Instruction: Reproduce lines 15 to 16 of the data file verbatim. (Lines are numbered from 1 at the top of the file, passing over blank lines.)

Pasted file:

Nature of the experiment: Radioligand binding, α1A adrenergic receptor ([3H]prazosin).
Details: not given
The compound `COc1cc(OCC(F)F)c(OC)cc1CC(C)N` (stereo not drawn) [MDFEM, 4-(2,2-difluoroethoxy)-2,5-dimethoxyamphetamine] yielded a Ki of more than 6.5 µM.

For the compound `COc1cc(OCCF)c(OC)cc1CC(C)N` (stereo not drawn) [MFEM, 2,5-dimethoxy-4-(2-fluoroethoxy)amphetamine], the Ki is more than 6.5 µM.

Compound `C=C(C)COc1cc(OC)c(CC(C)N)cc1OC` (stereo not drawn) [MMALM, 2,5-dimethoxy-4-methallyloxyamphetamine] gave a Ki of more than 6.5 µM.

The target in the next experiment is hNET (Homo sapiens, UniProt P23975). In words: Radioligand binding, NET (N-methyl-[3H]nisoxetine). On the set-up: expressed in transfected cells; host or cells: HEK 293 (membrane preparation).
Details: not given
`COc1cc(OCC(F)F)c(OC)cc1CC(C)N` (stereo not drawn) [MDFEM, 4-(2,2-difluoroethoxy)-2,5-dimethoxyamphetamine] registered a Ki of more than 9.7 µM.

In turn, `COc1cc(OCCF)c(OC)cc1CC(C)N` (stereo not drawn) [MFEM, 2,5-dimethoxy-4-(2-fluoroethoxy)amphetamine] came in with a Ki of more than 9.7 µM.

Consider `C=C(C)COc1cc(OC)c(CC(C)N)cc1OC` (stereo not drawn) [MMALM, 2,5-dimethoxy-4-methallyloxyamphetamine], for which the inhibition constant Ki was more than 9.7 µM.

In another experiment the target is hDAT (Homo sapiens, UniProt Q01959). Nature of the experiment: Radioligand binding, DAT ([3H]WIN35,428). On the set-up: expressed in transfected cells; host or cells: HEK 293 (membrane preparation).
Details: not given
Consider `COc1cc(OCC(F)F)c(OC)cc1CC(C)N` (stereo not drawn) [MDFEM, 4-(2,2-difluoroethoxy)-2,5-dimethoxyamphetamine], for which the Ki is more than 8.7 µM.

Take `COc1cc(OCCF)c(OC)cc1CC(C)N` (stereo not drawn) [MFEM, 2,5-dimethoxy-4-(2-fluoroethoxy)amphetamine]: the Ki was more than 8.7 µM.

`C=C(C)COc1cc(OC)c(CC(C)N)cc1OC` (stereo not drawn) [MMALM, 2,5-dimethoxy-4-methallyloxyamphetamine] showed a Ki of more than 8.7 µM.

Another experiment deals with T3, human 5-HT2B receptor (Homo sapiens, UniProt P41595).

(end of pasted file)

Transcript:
`C=C(C)COc1cc(OC)c(CC(C)N)cc1OC` (stereo not drawn) [MMALM, 2,5-dimethoxy-4-methallyloxyamphetamine] showed a Ki of more than 8.7 µM.

Another experiment deals with T3, human 5-HT2B receptor (Homo sapiens, UniProt P41595).